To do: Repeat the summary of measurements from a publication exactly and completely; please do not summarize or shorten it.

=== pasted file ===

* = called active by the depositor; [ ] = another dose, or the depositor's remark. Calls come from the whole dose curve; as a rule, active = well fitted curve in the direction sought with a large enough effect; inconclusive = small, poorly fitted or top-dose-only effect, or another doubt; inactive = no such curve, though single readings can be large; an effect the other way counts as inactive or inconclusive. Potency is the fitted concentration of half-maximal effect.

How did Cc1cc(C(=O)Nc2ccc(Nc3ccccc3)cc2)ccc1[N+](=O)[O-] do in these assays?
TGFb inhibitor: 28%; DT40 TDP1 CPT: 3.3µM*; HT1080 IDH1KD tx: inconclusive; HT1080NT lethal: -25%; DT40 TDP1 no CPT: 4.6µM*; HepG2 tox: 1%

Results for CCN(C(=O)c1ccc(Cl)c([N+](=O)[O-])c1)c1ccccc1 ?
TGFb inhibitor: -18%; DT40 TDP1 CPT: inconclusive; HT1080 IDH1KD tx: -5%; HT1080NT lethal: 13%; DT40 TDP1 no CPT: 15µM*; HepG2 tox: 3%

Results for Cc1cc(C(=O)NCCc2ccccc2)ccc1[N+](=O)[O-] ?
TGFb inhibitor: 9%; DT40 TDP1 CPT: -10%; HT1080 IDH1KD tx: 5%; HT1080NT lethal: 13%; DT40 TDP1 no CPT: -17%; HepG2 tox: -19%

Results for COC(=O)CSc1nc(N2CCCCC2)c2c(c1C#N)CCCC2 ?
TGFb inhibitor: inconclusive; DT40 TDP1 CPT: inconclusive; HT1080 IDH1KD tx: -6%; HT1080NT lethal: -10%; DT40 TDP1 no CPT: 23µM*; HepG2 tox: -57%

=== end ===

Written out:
* = called active by the depositor; [ ] = another dose, or the depositor's remark. Calls come from the whole dose curve; as a rule, active = well fitted curve in the direction sought with a large enough effect; inconclusive = small, poorly fitted or top-dose-only effect, or another doubt; inactive = no such curve, though single readings can be large; an effect the other way counts as inactive or inconclusive. Potency is the fitted concentration of half-maximal effect.

How did Cc1cc(C(=O)Nc2ccc(Nc3ccccc3)cc2)ccc1[N+](=O)[O-] do in these assays?
TGFb inhibitor: 28%; DT40 TDP1 CPT: 3.3µM*; HT1080 IDH1KD tx: inconclusive; HT1080NT lethal: -25%; DT40 TDP1 no CPT: 4.6µM*; HepG2 tox: 1%

Results for CCN(C(=O)c1ccc(Cl)c([N+](=O)[O-])c1)c1ccccc1 ?
TGFb inhibitor: -18%; DT40 TDP1 CPT: inconclusive; HT1080 IDH1KD tx: -5%; HT1080NT lethal: 13%; DT40 TDP1 no CPT: 15µM*; HepG2 tox: 3%

Results for Cc1cc(C(=O)NCCc2ccccc2)ccc1[N+](=O)[O-] ?
TGFb inhibitor: 9%; DT40 TDP1 CPT: -10%; HT1080 IDH1KD tx: 5%; HT1080NT lethal: 13%; DT40 TDP1 no CPT: -17%; HepG2 tox: -19%

Results for COC(=O)CSc1nc(N2CCCCC2)c2c(c1C#N)CCCC2 ?
TGFb inhibitor: inconclusive; DT40 TDP1 CPT: inconclusive; HT1080 IDH1KD tx: -6%; HT1080NT lethal: -10%; DT40 TDP1 no CPT: 23µM*; HepG2 tox: -57%